The year 2022 came to a close with elections that attracted only 11.2% of voters, the lowest turnout in over a decade. Politics is no longer the focus, while the economy is struggling in the wake of a trying year marked by shortages, soaring inflation,
and complicated negotiations with the IMF in the background.
A turbulent political year
With a national consultation, a referendum, and legislative elections that were symbolically scheduled for December 17, Kaïs Saied has been trying to consolidate and legitimize his power. However, the new Constitution, as well as the procedures implemented
by the new electoral law, have proven to be fraught with problems.
In the meantime, many of the measures taken by the President have caused a great deal of concern. Decree-laws threatening the work of civil society and journalists, the dissolution of the Supreme Judicial Council, the dismissal of a number of judges...
Kaïs Saied has attacked not only the rights and freedoms but also the independence of the judiciary.
Since 2011, Civil Society has waged many battles for human rights, justice and the democratic process. However, it has now been demonised by Kaïs Saïed, who is endangering the achievements of the past decade.
One week after the dissolution of the CSM was announced, a decree was issued to establish a provisional council, de facto burying its predecessor. However, the new composition has completely replaced the member election process with appointments - some of which are the exclusive prerogative of Kaïs Saïed himself. inkyfada provides an infographic overview.
In the middle of the night between February 5 and 6, 2022, President Kaïs Saïed announced the dissolution of the Supreme Judicial Council. What is the role of this institution and what does the dissolution mean? inkyfada takes a closer look.
One year after assuming full powers, Kaïs Saied is implementing his promises: drafting a new Constitution as well as a referendum that will, according to him, "give the people power". Organised in barely two months, several malfunctions have hindered the process.
Why do most trials drag on for several years? Confronted with the question of the slowness of the judicial system, judges tend to blame it on the lack of human and material resources. But what exactly is the cause?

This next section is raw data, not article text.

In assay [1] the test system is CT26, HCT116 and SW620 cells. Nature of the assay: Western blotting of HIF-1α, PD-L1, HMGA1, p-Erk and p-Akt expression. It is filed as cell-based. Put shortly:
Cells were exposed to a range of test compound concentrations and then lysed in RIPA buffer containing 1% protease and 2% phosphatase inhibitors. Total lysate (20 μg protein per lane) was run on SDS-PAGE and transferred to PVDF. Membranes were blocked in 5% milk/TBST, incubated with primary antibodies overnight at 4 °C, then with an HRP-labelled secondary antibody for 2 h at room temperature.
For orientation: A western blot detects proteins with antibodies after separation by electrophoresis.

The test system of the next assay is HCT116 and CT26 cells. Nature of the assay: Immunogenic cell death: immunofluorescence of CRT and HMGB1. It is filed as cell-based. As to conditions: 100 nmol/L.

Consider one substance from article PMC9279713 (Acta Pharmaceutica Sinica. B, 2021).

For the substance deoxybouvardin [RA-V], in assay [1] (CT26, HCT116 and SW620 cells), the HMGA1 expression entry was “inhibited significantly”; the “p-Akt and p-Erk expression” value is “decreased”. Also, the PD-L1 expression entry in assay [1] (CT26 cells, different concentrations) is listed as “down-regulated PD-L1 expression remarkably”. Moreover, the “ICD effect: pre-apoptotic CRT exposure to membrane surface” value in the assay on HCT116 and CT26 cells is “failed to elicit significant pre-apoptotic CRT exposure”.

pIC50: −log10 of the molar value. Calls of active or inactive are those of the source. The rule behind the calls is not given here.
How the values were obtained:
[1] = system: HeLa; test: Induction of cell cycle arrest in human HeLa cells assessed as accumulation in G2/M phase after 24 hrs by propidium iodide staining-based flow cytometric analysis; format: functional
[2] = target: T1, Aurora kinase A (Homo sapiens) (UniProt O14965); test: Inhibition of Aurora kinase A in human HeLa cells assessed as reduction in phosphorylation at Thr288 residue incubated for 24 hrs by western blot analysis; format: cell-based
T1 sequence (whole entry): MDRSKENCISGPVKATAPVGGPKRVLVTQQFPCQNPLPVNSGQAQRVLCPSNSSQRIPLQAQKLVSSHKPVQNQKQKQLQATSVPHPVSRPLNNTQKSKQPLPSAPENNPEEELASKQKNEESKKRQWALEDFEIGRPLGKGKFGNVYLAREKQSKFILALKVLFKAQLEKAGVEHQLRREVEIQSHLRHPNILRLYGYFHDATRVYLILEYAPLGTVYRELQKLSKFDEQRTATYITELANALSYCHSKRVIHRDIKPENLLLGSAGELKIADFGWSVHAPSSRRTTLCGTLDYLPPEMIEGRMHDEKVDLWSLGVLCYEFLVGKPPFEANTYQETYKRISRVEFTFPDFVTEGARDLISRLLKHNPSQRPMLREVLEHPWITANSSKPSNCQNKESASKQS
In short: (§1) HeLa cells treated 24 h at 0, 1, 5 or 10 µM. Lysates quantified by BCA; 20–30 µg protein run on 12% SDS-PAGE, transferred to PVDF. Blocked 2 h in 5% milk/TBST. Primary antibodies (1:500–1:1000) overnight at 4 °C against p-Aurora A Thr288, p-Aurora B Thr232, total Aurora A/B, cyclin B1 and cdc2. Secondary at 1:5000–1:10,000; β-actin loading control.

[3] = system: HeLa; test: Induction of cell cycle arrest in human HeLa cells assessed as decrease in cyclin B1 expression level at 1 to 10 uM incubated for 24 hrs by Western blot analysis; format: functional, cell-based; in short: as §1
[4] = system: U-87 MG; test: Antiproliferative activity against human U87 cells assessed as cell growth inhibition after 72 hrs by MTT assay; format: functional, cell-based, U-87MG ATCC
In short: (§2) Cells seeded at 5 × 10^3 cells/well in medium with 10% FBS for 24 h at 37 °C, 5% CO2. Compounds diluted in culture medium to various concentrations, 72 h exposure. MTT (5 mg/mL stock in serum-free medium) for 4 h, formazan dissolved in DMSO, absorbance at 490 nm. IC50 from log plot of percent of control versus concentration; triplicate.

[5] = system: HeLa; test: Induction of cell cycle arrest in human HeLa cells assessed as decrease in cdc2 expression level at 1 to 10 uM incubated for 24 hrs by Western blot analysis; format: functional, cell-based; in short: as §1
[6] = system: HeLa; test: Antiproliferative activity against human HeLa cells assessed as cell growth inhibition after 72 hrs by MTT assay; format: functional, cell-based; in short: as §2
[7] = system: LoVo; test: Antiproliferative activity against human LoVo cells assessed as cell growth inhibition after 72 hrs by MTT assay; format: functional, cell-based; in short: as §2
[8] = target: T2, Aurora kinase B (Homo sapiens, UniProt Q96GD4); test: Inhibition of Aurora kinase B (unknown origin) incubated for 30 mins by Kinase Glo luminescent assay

Is justice independent in Tunisia? Police threats, judges' leniency with law enforcement bodies, the executive power’s stranglehold on the judicial system...inkyfada looks into the issues threatening the independence of the judiciary, a few months following Kaïs Saied's arbitrary dismissal of 57 judges.
In addition to our numerous investigations and analytical articles, inkyfada podcast has made several productions about the country's political life. Inkytalk, the news program produced by the inkyfada editorial staff, has regularly featured civil society
actors and researchers to analyze and dissect the evolution of the political situation.
We have also produced two new series entitled "At the heart of the project" and "On the brink of Justice". The first one interviews Kaïs Saied's supporters, those who ran his electoral campaign and who consider themselves "at the heart of the political
project" of the President.
The six episodes of "On the brink of Justice" delve into the inner workings of the judicial system through exclusive interviews with judges and lawyers who address the current political situation, as well as criminal procedures, infrastructure, and the
judiciary’s relations with the police and the executive.
Kais Saied's landslide victory in the 2019 presidential elections warrants a closer look at the causes, contributors, and subsequent consequences. Throughout the four episodes of the podcast "At the heart of the Project", Inkyfada attempts to introduce the members of its electoral campaign and the people who consider themselves to be "at the very heart of the project" that was represented by Kais Said. After the legal changes initiated by the president following July 25, this project is becoming increasingly clear.